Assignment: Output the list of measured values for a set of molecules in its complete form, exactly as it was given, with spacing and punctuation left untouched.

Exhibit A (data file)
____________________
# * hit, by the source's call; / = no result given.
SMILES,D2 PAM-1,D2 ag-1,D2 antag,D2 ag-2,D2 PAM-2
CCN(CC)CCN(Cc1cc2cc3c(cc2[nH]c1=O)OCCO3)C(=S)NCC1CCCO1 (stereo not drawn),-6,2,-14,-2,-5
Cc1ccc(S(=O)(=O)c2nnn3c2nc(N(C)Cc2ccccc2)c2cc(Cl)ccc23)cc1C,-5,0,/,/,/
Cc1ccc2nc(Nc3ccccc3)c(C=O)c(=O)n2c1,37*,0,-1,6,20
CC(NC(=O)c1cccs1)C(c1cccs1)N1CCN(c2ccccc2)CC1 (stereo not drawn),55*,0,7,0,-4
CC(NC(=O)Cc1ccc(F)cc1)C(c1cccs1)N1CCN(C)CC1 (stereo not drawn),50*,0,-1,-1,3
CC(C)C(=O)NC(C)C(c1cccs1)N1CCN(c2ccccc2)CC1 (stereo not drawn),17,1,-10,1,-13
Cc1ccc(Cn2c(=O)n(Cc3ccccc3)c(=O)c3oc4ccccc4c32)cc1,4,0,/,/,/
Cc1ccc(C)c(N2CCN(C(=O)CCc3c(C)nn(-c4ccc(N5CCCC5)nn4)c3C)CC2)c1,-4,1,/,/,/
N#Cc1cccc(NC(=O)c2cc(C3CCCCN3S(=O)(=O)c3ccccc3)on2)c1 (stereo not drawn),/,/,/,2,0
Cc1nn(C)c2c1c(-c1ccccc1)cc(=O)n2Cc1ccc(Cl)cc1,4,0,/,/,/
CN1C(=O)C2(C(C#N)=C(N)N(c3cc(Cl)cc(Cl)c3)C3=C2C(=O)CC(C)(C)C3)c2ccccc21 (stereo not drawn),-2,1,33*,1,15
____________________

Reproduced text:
# * hit, by the source's call; / = no result given.
SMILES,D2 PAM-1,D2 ag-1,D2 antag,D2 ag-2,D2 PAM-2
CCN(CC)CCN(Cc1cc2cc3c(cc2[nH]c1=O)OCCO3)C(=S)NCC1CCCO1 (stereo not drawn),-6,2,-14,-2,-5
Cc1ccc(S(=O)(=O)c2nnn3c2nc(N(C)Cc2ccccc2)c2cc(Cl)ccc23)cc1C,-5,0,/,/,/
Cc1ccc2nc(Nc3ccccc3)c(C=O)c(=O)n2c1,37*,0,-1,6,20
CC(NC(=O)c1cccs1)C(c1cccs1)N1CCN(c2ccccc2)CC1 (stereo not drawn),55*,0,7,0,-4
CC(NC(=O)Cc1ccc(F)cc1)C(c1cccs1)N1CCN(C)CC1 (stereo not drawn),50*,0,-1,-1,3
CC(C)C(=O)NC(C)C(c1cccs1)N1CCN(c2ccccc2)CC1 (stereo not drawn),17,1,-10,1,-13
Cc1ccc(Cn2c(=O)n(Cc3ccccc3)c(=O)c3oc4ccccc4c32)cc1,4,0,/,/,/
Cc1ccc(C)c(N2CCN(C(=O)CCc3c(C)nn(-c4ccc(N5CCCC5)nn4)c3C)CC2)c1,-4,1,/,/,/
N#Cc1cccc(NC(=O)c2cc(C3CCCCN3S(=O)(=O)c3ccccc3)on2)c1 (stereo not drawn),/,/,/,2,0
Cc1nn(C)c2c1c(-c1ccccc1)cc(=O)n2Cc1ccc(Cl)cc1,4,0,/,/,/
CN1C(=O)C2(C(C#N)=C(N)N(c3cc(Cl)cc(Cl)c3)C3=C2C(=O)CC(C)(C)C3)c2ccccc21 (stereo not drawn),-2,1,33*,1,15